Bricket Wood CovenThe Book of Shadows, had initially been presented by Gerald Gardner in 1950s, to those whom he had introduced into the craft through his Bricket Wood coven. According to him it was a private recipe book of enchantments which was useful to the owner. They could copy from his own book, and add or delete the contents according to their choice.
He was of the opinion that the preparation of witches maintaining this book was ancient, which was practiced by them in ancient times. Gardner claims that after the death of the person, the book would be burnt down. This was carried out to ensure that no one would know that the person was a witch. However no mention has been made by Gerald Garner of anything as a `Book of Shadows’, in his 1949 novel with regards to mediaeval witchcraft – High Magic’s Aid.
According to Doreen Valiente, High Priestess, this was because Gardner had not been aware of the idea at that point of time and had invented it only after he had written the novel. Doreen Valiente was of the opinion that the term `Book of Shadows’, was found by Gardner from a 1949 edition – Volume 1, Number 3 of a magazine which was called The Occult Observer. She claimed that in this edition, it had been an advertisement for his novel, High Magic’s Aid. This was opposite an article known as `The Book of Shadows’, written by palmist Mir Bashir.
Book of shadows- Ancient Sanskrit PredictionThe said article related to an apparently ancient Sanskrit prediction manual, which elaborated on how to prophesy instances based on the length of the shadow of a person. Valiente speculated that Gardner had adopted this term for his magic spell textbook.
She appreciated the name of the book, from whichever source Gardner may have found it. Later on, a leather bound manuscript which had been handwritten by Gardner, titled `Ye Bok of Ye Art Magical’, had been located from his papers after his death in the Museum.
This was found by Aidan Kelly which was later on acquired by Richard and Tamarra James of the Wiccan Church of Canada. This seemed to be the first draft of the Book of Shadows of Gardner featuring sections related to the ceremonials of the Ordo temple Orientis.
This was formulated by the occultist Aleister Crowley. Access to these ceremonials was gained by Gardner in 1946 when he had acquired a contract from Cowley providing him approval to execute the OTO ceremonials.
Book of shadows Considered as EvidenceIt had been considered as evidence by some of the folks, that Gardner had invented this notion of a textbook of spells probably between 1946 and 1949, when he had completed his High Magic’s Aid novel. Later he had named it Ye Bok of Ye Art Magical. Towards 1949, he had again renamed it to the Book of Shadows and started utilising it with his Bricket Wood Coven. Doreen Valiente merged with Gardner’s Bricket Wood Coven in 1953 and soon became its High Priestess.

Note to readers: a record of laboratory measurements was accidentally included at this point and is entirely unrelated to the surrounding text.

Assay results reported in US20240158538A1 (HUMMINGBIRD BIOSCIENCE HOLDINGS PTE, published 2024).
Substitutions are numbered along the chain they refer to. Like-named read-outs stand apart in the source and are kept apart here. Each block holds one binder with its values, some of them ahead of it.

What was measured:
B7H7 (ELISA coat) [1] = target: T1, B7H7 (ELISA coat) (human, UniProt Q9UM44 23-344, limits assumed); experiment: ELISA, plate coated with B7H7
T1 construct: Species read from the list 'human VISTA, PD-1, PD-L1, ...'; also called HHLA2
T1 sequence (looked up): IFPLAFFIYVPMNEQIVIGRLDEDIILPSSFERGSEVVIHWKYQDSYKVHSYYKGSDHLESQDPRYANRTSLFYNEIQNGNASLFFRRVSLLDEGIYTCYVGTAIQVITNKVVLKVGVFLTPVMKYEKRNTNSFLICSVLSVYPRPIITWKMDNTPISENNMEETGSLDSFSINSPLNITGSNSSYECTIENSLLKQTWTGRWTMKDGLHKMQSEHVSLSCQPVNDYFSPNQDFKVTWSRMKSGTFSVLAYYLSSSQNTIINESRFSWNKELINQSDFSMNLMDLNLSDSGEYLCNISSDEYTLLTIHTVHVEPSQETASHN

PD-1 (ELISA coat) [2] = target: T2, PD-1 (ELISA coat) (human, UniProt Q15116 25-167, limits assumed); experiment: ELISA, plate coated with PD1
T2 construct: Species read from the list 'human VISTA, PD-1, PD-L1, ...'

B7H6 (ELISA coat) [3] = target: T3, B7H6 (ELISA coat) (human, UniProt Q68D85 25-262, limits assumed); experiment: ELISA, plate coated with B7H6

She investigated how much of the material of his Book of Shadows had been taken from prehistoric sources as claimed by Gardner originally. However it was not taken from prehistoric sources but from the occultist Aleister Crowley from Aradia or the books of the Witches, from the Key of Solomon as well as from the ceremonials of Freemasonry.
She challenged Gardner regarding this who had acknowledged that the text he had obtained had been incomplete from the New Forest coven. He admitted that he had to fill in much by utilising numerous sources. He stated to Valiente saying that if she could do better, then she should go ahead.
Book of shadows- Accepted ChallengeValiente on her part found that she was capable of doing it and stated that ‘I accepted the challenge and set out to rewrite the Book of Shadows, cutting out the Crowleyanity as much as I could and trying to bring it back to what I felt was, if not so elaborate as Crowley’s phraseology, at least our own and in our own words’.
Valiente rephrased most of it, cutting out numerous sections which had come from Crowley, (since she feared his negative reputation). However she maintained the parts which had been initiated from Aradia or the books of the Witches, since she sensed they were normal witchcraft practice. She rewrote radically sections like the Charge of the Goddess as well as various poems like The Witches Rune. Moreover she also assisted in creating poem comprising of the Wiccan Rede in it.
Valiente also observed in one ceremonials that a chant was based on a poem, ‘A Tree Song’, from Puck of Pook’s Hill by Rudyard Kipling. This she had enjoyed as a child. The said chant stated that, ‘This version of the ritual, written by both Gardner and Valiente, but containing sections adopted from various sources, such as Aleister Crowley, Aradia, or the Gospel of the Witches and even Rudyard Kipling, went on to become the traditional text for Gardnerian Wicca’.
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